It is 1854 Victorian London and it stinks. Scavengers lived in a world of excrement and death. Unorganized, independent scavengers referred to as bone-pickers, rag-gathers, pure-finders, dredgermen, mud-larks, sewer-hunters, dustmen, night-soil men, bunters, toshers and shoreman spread out in the London nights in search of organic materials to use to make money or for trade.
“Pure” was a polite name for dog shit, the Night-Soil Men clean up the human shit. One account went as follows:
London was growing fast. Two and a half million people were crammed inside a thirty-mile circumference. Recycling centers, public-health departments and safe sewage removal had not been invented yet. An underground market was created as the garbage and excrement grew into large piles. Henry Mayhew’s seminal book, London’s Labour and the London Poor outlined the daily routines of these people. The early scavengers of Victorian London weren’t just getting rid of that refuse-they were recycling it.
Steven Johnson pointed out that Victorian London had its postcard wonders, to be sure-the Crystal Palace, Trafalgar Square, the new additions to Westminster Palace. But it also had wonders of a different order, no less remarkable; artificial ponds of raw sewage, dung heaps the size of houses.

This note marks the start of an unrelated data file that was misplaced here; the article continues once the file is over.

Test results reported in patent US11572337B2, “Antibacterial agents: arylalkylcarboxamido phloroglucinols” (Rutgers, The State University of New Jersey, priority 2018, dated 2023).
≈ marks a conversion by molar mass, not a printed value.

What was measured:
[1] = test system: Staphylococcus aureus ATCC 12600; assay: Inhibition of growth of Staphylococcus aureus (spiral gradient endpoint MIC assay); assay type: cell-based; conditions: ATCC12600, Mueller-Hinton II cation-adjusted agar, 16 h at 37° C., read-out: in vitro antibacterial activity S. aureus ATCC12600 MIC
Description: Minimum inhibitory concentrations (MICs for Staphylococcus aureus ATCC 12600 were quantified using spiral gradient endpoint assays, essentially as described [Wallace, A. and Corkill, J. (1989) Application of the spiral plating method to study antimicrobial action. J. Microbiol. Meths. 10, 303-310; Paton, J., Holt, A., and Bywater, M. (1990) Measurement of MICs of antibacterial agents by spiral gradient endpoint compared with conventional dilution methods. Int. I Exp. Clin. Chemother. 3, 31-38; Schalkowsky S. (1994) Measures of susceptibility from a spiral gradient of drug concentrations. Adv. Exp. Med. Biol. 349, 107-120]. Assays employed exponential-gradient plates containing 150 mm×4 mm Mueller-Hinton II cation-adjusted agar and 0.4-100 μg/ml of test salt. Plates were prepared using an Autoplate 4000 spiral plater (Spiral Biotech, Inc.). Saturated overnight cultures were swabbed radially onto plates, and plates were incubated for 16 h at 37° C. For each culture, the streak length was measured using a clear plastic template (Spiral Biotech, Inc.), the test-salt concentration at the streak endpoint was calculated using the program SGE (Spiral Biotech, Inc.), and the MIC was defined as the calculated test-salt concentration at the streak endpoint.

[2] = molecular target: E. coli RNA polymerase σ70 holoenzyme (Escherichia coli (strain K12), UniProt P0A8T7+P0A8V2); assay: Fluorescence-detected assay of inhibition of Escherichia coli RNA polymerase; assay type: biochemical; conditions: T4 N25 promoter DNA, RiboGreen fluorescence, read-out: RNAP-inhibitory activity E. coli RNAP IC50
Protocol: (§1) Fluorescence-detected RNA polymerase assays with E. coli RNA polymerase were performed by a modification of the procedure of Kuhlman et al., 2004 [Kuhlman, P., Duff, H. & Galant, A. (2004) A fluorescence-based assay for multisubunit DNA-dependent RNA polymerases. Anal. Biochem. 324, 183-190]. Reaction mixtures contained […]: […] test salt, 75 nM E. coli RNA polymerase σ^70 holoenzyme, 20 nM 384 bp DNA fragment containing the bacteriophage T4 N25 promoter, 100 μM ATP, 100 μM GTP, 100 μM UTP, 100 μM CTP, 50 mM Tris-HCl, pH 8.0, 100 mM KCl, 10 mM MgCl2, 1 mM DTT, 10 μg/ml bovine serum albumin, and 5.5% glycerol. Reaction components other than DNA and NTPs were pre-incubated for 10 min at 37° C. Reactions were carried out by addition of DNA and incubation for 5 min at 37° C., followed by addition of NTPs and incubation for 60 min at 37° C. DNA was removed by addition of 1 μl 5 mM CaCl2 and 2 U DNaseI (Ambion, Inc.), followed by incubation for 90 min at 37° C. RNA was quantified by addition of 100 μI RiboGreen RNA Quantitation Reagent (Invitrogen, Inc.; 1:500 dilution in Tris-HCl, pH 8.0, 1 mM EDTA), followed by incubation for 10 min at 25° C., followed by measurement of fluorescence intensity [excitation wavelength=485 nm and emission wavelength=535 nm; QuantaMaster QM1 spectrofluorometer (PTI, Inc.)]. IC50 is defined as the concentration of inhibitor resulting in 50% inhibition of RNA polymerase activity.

Trouble was brewing in London. On the 28th of August, 1854, at 40 Broad Street in Soho, Sarah Lewis’ six month old daughter was vomiting and emitting watery, green stools that carried a pungent smell. While waiting for the doctor to arrive, Sarah soaked the soiled cloth diapers in a bucket of tepid water. As the baby girl finally slept, she crept down to the cellar and tossed the fouled water into the cesspool that lay at the front of the house.
The terror was about to begin.
Tomorrow: Henry Whitehead